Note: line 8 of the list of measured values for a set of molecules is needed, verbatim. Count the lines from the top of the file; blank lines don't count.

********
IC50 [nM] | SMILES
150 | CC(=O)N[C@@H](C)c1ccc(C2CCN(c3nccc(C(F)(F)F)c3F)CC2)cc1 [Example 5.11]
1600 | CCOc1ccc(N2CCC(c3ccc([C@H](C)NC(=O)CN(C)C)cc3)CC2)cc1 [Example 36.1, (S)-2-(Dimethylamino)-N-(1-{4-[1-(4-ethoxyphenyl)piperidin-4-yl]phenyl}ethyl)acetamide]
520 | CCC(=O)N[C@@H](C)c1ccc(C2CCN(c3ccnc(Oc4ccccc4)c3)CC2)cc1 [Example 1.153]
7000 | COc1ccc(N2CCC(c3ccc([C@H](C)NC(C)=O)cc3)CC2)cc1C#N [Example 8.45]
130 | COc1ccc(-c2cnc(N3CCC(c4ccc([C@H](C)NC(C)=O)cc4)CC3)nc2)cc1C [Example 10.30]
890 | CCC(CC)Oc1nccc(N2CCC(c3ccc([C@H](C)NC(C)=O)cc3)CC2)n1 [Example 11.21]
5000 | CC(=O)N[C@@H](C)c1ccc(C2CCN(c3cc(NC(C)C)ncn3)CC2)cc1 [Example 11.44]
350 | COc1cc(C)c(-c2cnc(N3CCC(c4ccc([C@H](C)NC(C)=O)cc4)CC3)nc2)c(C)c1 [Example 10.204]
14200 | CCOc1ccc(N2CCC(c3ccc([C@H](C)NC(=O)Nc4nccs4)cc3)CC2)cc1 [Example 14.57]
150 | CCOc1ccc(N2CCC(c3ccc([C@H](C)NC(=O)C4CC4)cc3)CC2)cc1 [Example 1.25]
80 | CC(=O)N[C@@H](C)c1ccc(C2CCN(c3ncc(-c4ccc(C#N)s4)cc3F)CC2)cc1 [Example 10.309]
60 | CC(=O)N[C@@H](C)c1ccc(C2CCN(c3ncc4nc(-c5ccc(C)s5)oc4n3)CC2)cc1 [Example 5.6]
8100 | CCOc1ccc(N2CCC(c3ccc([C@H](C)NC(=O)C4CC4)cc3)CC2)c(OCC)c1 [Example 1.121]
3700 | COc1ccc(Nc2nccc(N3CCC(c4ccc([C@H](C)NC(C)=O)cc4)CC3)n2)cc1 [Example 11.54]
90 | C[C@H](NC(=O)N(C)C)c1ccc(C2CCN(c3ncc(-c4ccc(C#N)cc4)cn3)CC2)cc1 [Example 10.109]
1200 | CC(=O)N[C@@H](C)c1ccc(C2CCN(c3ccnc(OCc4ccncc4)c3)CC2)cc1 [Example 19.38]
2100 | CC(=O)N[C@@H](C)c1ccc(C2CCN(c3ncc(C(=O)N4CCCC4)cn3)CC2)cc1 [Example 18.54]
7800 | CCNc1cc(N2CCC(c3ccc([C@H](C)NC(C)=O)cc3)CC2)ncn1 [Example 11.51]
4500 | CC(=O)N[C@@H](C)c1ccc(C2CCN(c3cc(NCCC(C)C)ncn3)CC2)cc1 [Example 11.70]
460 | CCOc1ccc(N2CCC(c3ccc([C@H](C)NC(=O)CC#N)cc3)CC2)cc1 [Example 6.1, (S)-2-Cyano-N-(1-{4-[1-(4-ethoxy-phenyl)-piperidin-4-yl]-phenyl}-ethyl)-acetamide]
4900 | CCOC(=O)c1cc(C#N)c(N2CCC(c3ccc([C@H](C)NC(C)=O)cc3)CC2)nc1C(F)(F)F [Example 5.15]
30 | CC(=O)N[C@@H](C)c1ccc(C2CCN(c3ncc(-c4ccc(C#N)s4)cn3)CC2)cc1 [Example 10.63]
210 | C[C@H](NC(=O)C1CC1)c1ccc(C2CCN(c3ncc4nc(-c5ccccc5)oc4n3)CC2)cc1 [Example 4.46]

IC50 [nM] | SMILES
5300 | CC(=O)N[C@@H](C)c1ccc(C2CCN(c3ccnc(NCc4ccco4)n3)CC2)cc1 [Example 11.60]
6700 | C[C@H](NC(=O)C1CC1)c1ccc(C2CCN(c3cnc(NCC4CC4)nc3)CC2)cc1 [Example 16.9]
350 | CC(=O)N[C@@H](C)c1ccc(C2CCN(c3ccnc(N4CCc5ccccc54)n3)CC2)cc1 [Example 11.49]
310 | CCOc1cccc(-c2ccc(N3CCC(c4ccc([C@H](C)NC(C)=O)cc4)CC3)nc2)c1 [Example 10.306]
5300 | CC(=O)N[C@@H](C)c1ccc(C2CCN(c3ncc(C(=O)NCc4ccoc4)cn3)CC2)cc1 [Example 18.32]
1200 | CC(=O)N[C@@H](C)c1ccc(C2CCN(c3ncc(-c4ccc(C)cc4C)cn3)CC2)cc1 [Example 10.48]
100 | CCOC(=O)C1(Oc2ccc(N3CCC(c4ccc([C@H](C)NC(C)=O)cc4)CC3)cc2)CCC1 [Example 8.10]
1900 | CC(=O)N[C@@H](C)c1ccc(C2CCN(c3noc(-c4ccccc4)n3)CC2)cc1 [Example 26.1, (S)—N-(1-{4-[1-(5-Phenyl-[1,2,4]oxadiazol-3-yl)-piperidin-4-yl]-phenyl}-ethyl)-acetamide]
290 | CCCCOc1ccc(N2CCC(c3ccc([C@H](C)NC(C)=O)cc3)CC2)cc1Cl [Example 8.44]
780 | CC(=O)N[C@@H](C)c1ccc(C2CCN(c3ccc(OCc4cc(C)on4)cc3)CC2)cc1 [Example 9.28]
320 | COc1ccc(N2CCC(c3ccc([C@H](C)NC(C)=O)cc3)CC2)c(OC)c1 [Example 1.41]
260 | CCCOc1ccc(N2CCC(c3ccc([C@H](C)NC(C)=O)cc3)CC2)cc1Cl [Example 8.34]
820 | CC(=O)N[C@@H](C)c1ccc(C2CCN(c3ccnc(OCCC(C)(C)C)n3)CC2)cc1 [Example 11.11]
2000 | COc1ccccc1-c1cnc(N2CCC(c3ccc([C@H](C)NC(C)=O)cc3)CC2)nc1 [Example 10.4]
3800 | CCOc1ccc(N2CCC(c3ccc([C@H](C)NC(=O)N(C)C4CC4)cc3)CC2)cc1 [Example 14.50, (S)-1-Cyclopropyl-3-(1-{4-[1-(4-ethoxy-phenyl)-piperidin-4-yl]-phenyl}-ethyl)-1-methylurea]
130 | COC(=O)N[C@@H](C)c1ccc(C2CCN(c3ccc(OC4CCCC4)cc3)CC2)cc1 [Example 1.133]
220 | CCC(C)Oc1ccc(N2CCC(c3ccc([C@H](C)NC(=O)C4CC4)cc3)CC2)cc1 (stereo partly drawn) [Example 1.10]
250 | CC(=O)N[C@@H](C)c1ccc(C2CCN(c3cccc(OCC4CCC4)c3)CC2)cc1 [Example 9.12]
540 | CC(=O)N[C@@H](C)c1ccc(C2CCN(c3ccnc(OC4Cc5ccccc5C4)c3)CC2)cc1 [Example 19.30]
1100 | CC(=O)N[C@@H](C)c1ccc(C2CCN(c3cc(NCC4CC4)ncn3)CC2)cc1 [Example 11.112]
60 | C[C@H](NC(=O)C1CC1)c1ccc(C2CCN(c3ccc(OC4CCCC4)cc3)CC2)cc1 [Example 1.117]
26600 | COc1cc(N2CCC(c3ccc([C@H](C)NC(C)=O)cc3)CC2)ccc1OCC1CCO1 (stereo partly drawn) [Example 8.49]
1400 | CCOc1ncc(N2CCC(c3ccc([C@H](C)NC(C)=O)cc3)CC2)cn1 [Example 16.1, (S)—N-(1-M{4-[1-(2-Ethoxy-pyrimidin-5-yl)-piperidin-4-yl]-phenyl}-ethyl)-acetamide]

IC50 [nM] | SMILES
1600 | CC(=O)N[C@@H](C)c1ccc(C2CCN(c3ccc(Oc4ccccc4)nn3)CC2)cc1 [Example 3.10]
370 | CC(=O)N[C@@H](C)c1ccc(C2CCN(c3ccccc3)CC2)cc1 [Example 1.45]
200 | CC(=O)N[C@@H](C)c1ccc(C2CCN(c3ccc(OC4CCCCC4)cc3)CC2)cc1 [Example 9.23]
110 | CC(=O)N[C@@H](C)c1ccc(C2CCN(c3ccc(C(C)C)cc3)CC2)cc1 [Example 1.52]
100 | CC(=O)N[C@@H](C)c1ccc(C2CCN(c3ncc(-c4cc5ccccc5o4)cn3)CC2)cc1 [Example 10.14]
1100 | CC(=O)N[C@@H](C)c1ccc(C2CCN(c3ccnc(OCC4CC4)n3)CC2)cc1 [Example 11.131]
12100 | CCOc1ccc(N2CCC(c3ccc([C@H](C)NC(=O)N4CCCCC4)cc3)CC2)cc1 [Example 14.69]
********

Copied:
5000 | CC(=O)N[C@@H](C)c1ccc(C2CCN(c3cc(NC(C)C)ncn3)CC2)cc1 [Example 11.44]